.- Scientists have been searching for ways to unveil many of the mysteries surrounding Alzheimer's disease for decades. A group of researchers from the University of Chicago who chose to look at a group of almost 1,000 nuns, priests, and monks found that those who were the most conscientious had the lowest chance of developing the disease.
Interestingly, the scientists found that being conscientious might make people better able to cope with plaques that build up in the brain and are believed to lead to the disease.
In the study, “conscientiousness” refers to a person's tendency to control impulses and be goal-directed, and is also known as will, work and dependability, according to background information in the article.
The latest study followed a group of nuns, monks and priests from across the United States over a period of 12 years. They were chosen as a group because they were deemed more likely to be willing to take part in a study that might help others in the future, but not themselves.
As well as assessing their medical well-being, the researchers also asked the group to rate themselves on areas such as self- discipline, reliability and being hard- working.
The average score among the group was 34 out of 48 - perhaps surprisingly, similar to scores among the general population.
Dr. Robert Wilson, the lead researcher from Rush University in Chicago, said that during the study, 176 people developed Alzheimer's. But those with the highest scores for conscientiousness appeared to have a lower risk than lazier counterparts.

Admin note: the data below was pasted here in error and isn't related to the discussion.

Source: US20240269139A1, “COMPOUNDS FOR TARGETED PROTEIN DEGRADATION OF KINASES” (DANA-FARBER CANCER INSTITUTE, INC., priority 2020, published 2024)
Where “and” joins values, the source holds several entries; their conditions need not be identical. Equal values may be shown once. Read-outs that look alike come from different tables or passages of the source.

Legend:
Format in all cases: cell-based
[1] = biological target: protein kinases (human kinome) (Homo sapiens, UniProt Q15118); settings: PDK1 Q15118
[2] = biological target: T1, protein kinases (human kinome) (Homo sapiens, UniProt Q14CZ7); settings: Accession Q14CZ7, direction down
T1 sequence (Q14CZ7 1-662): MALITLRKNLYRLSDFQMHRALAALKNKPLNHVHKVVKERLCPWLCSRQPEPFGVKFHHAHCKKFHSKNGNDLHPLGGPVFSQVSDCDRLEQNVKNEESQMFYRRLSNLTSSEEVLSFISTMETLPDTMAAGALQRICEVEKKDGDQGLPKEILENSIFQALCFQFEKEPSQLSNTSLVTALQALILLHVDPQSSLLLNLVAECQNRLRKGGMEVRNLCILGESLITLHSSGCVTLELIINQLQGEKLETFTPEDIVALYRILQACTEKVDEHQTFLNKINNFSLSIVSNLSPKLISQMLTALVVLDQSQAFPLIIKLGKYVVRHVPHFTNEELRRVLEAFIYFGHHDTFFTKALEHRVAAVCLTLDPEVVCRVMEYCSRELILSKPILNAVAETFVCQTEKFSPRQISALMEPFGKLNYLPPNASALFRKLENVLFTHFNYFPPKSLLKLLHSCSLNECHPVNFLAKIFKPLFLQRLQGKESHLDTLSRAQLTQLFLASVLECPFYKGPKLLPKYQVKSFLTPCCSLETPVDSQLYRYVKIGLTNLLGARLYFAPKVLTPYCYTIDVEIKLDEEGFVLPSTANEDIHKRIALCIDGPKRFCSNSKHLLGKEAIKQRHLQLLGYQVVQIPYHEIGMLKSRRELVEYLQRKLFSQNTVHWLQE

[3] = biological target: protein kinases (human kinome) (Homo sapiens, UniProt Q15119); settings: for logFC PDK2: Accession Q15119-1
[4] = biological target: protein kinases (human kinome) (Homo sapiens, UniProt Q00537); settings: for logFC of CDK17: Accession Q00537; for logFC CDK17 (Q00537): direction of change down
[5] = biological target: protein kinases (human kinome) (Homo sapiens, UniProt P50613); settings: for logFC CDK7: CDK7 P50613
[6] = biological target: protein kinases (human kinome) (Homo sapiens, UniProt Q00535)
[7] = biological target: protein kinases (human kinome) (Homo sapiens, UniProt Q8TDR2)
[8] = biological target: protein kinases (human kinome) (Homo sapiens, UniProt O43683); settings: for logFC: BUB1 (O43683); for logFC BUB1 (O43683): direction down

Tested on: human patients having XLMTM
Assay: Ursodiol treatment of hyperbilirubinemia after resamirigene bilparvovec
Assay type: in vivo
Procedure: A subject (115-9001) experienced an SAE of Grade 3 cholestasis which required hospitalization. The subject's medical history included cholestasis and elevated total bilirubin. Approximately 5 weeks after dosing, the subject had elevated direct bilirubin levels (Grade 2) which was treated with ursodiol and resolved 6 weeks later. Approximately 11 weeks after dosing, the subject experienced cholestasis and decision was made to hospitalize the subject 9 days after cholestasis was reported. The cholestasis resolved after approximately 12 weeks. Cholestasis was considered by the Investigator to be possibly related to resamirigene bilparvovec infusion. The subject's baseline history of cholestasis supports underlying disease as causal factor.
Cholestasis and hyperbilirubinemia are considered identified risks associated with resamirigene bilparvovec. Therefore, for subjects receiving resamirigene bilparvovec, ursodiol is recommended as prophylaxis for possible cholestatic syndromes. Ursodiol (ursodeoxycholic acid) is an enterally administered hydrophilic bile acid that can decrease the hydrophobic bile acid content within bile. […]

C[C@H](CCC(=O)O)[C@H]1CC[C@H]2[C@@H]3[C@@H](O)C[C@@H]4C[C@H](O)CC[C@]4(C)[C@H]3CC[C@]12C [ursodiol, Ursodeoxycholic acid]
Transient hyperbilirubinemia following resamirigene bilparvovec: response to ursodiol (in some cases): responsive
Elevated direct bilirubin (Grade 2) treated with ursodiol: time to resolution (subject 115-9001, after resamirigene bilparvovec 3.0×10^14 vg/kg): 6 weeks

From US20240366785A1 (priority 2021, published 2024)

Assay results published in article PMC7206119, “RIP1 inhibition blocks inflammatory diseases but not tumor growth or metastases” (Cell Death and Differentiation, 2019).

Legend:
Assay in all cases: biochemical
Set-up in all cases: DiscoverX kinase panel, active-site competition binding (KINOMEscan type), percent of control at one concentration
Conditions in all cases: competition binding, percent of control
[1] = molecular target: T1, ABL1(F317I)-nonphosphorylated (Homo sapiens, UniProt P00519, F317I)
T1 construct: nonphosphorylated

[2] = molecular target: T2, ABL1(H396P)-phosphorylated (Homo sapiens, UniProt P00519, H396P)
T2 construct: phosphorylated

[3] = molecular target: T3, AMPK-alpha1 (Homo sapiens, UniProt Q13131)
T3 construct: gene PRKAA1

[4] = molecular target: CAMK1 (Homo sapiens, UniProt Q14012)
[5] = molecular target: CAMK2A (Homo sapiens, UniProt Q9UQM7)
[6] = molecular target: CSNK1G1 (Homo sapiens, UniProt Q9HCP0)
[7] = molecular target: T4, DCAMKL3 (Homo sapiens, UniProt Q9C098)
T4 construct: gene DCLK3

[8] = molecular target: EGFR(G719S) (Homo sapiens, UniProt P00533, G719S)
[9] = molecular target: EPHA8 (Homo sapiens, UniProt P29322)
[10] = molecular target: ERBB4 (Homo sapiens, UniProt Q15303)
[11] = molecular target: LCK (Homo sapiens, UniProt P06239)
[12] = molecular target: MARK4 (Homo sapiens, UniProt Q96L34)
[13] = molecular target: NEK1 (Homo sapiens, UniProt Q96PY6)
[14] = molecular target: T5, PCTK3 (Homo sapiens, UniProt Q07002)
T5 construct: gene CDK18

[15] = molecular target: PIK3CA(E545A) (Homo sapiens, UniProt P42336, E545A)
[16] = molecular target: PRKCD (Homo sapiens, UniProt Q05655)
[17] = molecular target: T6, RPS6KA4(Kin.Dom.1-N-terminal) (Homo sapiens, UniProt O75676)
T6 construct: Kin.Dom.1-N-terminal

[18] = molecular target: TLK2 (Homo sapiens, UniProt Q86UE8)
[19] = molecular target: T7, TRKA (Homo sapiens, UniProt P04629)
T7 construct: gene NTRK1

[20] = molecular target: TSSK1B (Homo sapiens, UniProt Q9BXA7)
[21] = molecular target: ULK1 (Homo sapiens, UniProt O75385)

Nuns, priests and monks with scores in the top 10 per cent had an 89 per cent lower risk of developing Alzheimer's than those with scores in the lowest 10 per cent.
The researchers, writing in the journal Archives of General Psychiatry, also found that conscientiousness was associated with a slower rate of mental decline.
But an examination of 324 brains of those who died during the study did not find any link between conscientiousness and signs of the disease. The brains of the conscientious had similar levels of plaques and tangles which build up and cause Alzheimer's as those of the less conscientious.
Dr Wilson said this was not unexpected. He said the trait of being conscientious may just help the brain cope better with the physical causes of Alzheimer's.
One reason for the link between being conscientious and a lower risk of Alzheimer's is that people who are hard-working also experience educational and career success, which has been linked to a lower risk of the disease.
The researchers said that being conscientious has also been linked to resilience and to coping with difficulties. Dr Wilson said that, by working hard and being conscientious, people might reduce their risk of Alzheimer's.
However, Professor Clive Ballard, director of research at the Alzheimer's Society, urged caution, saying: "It is important to remember that this study only looked at one group of people and may not translate to the whole population."